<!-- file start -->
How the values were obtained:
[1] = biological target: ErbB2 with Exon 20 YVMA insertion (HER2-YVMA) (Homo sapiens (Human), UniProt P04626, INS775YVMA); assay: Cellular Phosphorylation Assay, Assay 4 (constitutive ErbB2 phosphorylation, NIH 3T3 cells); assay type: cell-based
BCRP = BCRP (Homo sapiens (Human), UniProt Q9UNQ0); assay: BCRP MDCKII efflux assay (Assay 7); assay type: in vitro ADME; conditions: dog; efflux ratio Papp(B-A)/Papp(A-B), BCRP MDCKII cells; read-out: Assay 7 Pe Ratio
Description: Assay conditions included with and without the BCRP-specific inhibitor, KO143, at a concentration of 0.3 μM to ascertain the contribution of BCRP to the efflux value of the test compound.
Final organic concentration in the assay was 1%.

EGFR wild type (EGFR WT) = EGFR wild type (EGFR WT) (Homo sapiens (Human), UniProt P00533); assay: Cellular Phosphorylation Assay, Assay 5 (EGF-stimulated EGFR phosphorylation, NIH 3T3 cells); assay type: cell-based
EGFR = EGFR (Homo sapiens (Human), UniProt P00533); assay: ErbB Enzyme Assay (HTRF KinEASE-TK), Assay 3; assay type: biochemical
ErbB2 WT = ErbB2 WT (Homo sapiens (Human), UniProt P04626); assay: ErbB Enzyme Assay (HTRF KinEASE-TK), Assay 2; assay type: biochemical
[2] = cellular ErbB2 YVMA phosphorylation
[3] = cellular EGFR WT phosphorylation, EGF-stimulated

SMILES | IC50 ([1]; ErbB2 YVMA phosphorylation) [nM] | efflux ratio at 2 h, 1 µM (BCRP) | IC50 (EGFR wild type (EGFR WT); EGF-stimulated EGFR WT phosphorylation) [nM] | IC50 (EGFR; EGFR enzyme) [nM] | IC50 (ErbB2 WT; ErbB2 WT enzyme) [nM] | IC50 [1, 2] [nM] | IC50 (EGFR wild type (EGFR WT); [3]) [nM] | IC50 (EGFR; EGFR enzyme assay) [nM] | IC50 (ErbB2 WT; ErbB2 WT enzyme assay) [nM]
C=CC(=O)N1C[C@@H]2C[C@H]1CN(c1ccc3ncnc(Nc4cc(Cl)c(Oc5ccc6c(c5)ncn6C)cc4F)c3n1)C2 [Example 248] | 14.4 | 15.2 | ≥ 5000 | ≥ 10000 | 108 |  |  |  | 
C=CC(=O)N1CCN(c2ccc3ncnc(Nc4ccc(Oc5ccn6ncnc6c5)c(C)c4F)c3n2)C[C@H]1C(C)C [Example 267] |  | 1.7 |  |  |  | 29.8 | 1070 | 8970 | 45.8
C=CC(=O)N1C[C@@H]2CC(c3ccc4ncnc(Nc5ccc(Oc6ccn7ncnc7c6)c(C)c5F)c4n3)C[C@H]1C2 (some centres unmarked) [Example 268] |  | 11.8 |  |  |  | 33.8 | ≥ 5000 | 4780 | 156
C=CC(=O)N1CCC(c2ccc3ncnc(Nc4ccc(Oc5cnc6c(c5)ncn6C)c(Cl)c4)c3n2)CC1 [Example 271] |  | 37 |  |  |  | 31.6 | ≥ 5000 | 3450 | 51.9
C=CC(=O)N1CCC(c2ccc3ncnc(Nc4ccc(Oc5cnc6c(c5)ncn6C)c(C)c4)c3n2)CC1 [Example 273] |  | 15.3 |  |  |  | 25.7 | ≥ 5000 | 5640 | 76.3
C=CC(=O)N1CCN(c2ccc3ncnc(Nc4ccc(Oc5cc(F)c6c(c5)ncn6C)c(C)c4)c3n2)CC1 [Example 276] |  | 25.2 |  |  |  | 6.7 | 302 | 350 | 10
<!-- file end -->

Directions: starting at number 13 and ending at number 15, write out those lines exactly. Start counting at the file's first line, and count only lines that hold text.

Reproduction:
C=CC(=O)N1CCN(c2ccc3ncnc(Nc4ccc(Oc5ccn6ncnc6c5)c(C)c4F)c3n2)C[C@H]1C(C)C [Example 267] |  | 1.7 |  |  |  | 29.8 | 1070 | 8970 | 45.8
C=CC(=O)N1C[C@@H]2CC(c3ccc4ncnc(Nc5ccc(Oc6ccn7ncnc7c6)c(C)c5F)c4n3)C[C@H]1C2 (some centres unmarked) [Example 268] |  | 11.8 |  |  |  | 33.8 | ≥ 5000 | 4780 | 156
C=CC(=O)N1CCC(c2ccc3ncnc(Nc4ccc(Oc5cnc6c(c5)ncn6C)c(Cl)c4)c3n2)CC1 [Example 271] |  | 37 |  |  |  | 31.6 | ≥ 5000 | 3450 | 51.9